November 9, 2020

Seasonal and Sustainable: 3 Feel-Good Foods in Autumn

Sustainability is becoming more and more important in all areas of life - and cooking is no exception. But how is it possible to prepare dishes that are not only delicious, but also good for our health and environment? The solution begins outside of the kitchen. A great opportunity and simple way to integrate sustainability into our daily routines is through seasonal food shopping. With autumn just around the corner, there are a wide range of fruits and vegetables in the United States that are ready to be harvested and enjoyed.

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There are many reasons to add seasonal ingredients to the grocery list. For starters, freshly harvested food brings some diversity into the kitchen and provides inspiration for new and different recipes. Not to mention, their ability to enrich any meal thanks to the intense flavors and particularly juicy consistency of fruits and vegetables when harvested at peak times. 

Furthermore, plants that are in season grow mostly by themselves. They do not need a greenhouse, fertilizers, or pesticides. With optimum conditions, these crops have a better energy balance and contain all-natural nutrients, which benefits our health as well as the environment. In addition to plants, the harvest of wild seafood is also dependent on the season. Let’s have a look on the seasonal calendar and find out what the next months have to offer.

Precious Prunes

An autumnal specialty that belongs at the top of the list are the flavorful California prunes. More than 40 % of the world’s supply is produced in the Golden State. California’s lush valleys, with soils nourished by ancient rivers and the endlessly shining sun, offer perfect growing conditions for plums. Besides the environmental conditions, the amount of manual labor involved in growing Californian plums is remarkable. It’s no wonder that these prunes turn out so great, when farmers hand-tend each tree to cultivate the perfect fruit. 

Precious Prunes

The harvest begins around mid-August when the fruits are mellow and juicy. On average, time spent gathering plums is about 30 days. From that time on, the ripe fruit is ready for drying – a process that transforms them into aromatic prunes. The entire process, from beginning to end, is developed mindfully by California Prune growers themselves. 

Whether diced, puréed, or kept whole, California Prunes are surprisingly versatile. They can be used to enhance both sweet and savory flavors and bring variation into each meal. Together with farro, butternut squash, and pecans, prunes are a great ingredient for an autumnal bowl. Similarly, the Spiced Lamb and California Prune Meatballs is a warm and comforting dish for a chilly fall day!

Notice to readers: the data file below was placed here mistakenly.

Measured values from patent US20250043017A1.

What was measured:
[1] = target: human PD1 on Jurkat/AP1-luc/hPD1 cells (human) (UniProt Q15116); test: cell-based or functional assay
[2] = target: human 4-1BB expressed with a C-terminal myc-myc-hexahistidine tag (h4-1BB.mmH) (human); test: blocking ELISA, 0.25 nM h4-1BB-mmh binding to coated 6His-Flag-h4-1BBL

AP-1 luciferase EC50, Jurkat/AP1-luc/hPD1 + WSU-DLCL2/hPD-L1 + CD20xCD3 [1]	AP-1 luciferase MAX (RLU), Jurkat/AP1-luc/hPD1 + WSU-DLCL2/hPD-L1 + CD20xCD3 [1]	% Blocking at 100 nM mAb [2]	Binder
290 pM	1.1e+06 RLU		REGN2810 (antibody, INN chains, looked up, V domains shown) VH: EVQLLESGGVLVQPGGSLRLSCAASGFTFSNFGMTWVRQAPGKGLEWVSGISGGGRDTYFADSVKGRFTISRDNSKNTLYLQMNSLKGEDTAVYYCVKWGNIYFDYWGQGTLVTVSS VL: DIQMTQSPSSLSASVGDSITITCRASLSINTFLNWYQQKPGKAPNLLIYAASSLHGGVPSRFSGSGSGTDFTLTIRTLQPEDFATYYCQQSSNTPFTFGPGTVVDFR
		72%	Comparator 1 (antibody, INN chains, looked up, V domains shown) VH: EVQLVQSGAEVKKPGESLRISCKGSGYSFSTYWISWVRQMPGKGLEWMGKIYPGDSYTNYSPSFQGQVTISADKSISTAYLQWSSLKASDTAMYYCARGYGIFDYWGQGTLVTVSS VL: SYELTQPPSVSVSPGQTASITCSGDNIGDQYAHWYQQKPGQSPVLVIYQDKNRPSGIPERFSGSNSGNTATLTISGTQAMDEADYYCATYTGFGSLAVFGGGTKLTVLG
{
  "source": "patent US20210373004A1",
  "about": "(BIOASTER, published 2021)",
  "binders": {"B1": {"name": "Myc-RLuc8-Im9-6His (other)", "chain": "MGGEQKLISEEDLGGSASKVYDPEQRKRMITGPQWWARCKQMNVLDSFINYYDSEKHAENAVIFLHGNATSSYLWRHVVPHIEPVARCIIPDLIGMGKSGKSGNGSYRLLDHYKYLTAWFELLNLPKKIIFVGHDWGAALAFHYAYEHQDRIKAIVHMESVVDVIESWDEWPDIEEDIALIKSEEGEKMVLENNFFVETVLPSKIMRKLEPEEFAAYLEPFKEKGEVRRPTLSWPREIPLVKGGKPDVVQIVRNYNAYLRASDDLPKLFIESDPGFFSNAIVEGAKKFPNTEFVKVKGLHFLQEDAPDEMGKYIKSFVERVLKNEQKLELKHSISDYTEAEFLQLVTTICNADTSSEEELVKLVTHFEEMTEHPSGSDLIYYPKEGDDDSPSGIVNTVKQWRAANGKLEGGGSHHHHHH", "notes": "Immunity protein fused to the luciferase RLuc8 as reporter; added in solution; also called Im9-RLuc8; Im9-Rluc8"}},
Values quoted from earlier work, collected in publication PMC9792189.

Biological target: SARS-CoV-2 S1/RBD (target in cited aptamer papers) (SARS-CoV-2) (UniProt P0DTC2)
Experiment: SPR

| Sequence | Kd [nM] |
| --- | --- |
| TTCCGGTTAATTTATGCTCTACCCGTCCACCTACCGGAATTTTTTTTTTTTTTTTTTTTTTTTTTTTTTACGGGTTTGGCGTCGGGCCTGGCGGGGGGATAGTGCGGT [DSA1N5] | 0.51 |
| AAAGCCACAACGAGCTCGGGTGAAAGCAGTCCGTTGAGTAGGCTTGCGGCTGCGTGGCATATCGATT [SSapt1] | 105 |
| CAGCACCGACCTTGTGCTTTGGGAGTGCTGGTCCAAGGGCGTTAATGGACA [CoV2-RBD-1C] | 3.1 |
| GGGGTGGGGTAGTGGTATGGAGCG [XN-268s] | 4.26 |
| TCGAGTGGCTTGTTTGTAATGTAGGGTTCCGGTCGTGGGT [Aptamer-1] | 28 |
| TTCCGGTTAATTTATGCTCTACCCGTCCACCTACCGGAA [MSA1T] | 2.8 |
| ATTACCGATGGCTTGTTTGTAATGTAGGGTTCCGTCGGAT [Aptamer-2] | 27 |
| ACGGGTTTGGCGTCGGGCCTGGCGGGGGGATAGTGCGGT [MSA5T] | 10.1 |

“Generations of growers have brought expert craftsmanship to growing California Prunes that surpasses the most stringent agricultural standards of any other nation.”

California Prunes

Glorious Grapes

Another West Coast native that flourishes in fall are California Grapes. The ideal climate in Coachella Valley and San Joaquin Valley have led to the cultivation of 80 different grapes over the span of the last two centuries. The green, red and black grapes can be harvested from May to January. Unlike many fresh fruits, grapes are harvested when fully ripe. Timing is everything in grape vineyards because after they’re picked, they do not become sweeter.

roasted squash and grape salad with tahini

When people think of grapes growing on the West Coast, they often associate it with the famous Californian Wine. However, grapes also provide fruitiness to a wide range of recipes, from chipotle chicken and grape tacos to salad with roasted squash, grape and tahini. Give it a try and explore new ways of combining grapes!

Succulent Salmon

Not only sunny California provides us with seasonal and sustainable products. The state of Alaska is home to a real specialty: King Salmon. This wild Alaskan salmon is harvested seasonally and available year around. 

salmon dish

Alaskan seafood is flash frozen directly after harvesting, in order to maintain the highest quality. Seasonal fishing is just one aspect of sustainability. Every year, the amount of fish harvested in Alaska is closely managed to ensure that the ecosystem stays healthy, while allowing food enthusiasts around the world to enjoy the taste of wild caught fish. For this reason, the Alaska Seafood Marketing Institute is part of the U.S. Sustainability Alliance (USSA). Together with farmers and foresters, they are working on sustainable practices and conservation programs.

“Unlike many of the world’s other fisheries, Alaska’s are managed for protection against overfishing, habitat damage, and pollution.”

Alaska Seafood Marketing Institute

The king salmon is the largest of the five salmon species. It’s flavour is succulent and the rich red flesh has a high oil content, lending itself to most cooking techniques. Cooked slowly and combined with other seasonal foods like pistachios, king salmon enriches restaurants’ menus and amateur chef’s creations alike. 

As the days become colder …

… a desire for comfort and joy tends to grow amongst us all. Indulging in vibrant and flavorful, seasonal foods is one way to bring some color into mostly grey days. Not only are they rich in nutrients and fun to cook with, but also a great way to bring a little more sustainability into our own kitchens.